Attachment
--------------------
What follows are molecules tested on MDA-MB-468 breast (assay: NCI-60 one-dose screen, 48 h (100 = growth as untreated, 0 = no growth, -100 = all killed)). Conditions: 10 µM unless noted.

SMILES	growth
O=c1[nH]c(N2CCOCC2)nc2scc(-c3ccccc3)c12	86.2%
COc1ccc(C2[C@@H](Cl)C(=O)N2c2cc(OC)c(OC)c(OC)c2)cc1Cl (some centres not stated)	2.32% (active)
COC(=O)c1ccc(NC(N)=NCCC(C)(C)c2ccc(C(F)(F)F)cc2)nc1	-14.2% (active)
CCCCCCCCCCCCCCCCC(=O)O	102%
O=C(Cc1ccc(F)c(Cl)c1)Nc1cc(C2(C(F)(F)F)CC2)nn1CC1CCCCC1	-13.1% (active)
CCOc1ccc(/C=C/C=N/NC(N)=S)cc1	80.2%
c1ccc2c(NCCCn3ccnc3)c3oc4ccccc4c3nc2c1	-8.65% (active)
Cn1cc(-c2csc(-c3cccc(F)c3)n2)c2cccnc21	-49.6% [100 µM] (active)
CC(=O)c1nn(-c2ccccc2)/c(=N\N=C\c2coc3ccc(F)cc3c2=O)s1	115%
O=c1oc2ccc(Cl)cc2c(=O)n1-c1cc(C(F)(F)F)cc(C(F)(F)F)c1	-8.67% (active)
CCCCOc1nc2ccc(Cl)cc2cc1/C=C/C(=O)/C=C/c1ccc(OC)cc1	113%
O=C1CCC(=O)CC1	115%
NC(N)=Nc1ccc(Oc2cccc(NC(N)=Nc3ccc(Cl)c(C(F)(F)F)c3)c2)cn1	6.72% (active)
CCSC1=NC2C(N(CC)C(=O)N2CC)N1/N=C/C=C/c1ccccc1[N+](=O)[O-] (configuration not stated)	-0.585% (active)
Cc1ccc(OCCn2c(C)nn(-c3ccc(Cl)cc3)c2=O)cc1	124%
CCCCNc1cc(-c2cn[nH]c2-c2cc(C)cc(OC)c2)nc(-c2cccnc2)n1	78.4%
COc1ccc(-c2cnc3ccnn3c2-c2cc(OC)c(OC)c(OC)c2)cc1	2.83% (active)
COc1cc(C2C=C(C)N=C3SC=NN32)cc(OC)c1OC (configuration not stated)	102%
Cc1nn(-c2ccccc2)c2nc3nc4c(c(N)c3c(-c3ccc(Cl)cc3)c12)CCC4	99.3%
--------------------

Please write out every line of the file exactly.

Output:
What follows are molecules tested on MDA-MB-468 breast (assay: NCI-60 one-dose screen, 48 h (100 = growth as untreated, 0 = no growth, -100 = all killed)). Conditions: 10 µM unless noted.

SMILES	growth
O=c1[nH]c(N2CCOCC2)nc2scc(-c3ccccc3)c12	86.2%
COc1ccc(C2[C@@H](Cl)C(=O)N2c2cc(OC)c(OC)c(OC)c2)cc1Cl (some centres not stated)	2.32% (active)
COC(=O)c1ccc(NC(N)=NCCC(C)(C)c2ccc(C(F)(F)F)cc2)nc1	-14.2% (active)
CCCCCCCCCCCCCCCCC(=O)O	102%
O=C(Cc1ccc(F)c(Cl)c1)Nc1cc(C2(C(F)(F)F)CC2)nn1CC1CCCCC1	-13.1% (active)
CCOc1ccc(/C=C/C=N/NC(N)=S)cc1	80.2%
c1ccc2c(NCCCn3ccnc3)c3oc4ccccc4c3nc2c1	-8.65% (active)
Cn1cc(-c2csc(-c3cccc(F)c3)n2)c2cccnc21	-49.6% [100 µM] (active)
CC(=O)c1nn(-c2ccccc2)/c(=N\N=C\c2coc3ccc(F)cc3c2=O)s1	115%
O=c1oc2ccc(Cl)cc2c(=O)n1-c1cc(C(F)(F)F)cc(C(F)(F)F)c1	-8.67% (active)
CCCCOc1nc2ccc(Cl)cc2cc1/C=C/C(=O)/C=C/c1ccc(OC)cc1	113%
O=C1CCC(=O)CC1	115%
NC(N)=Nc1ccc(Oc2cccc(NC(N)=Nc3ccc(Cl)c(C(F)(F)F)c3)c2)cn1	6.72% (active)
CCSC1=NC2C(N(CC)C(=O)N2CC)N1/N=C/C=C/c1ccccc1[N+](=O)[O-] (configuration not stated)	-0.585% (active)
Cc1ccc(OCCn2c(C)nn(-c3ccc(Cl)cc3)c2=O)cc1	124%
CCCCNc1cc(-c2cn[nH]c2-c2cc(C)cc(OC)c2)nc(-c2cccnc2)n1	78.4%
COc1ccc(-c2cnc3ccnn3c2-c2cc(OC)c(OC)c(OC)c2)cc1	2.83% (active)
COc1cc(C2C=C(C)N=C3SC=NN32)cc(OC)c1OC (configuration not stated)	102%
Cc1nn(-c2ccccc2)c2nc3nc4c(c(N)c3c(-c3ccc(Cl)cc3)c12)CCC4	99.3%